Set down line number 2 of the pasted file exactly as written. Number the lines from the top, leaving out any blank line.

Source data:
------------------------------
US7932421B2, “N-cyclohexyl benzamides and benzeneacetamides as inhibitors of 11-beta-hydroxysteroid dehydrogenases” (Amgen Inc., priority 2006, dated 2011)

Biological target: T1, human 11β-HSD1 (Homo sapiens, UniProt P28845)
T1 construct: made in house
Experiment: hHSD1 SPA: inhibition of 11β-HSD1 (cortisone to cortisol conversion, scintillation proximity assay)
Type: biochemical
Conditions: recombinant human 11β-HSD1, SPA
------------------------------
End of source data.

Biological target: T1, human 11β-HSD1 (Homo sapiens, UniProt P28845)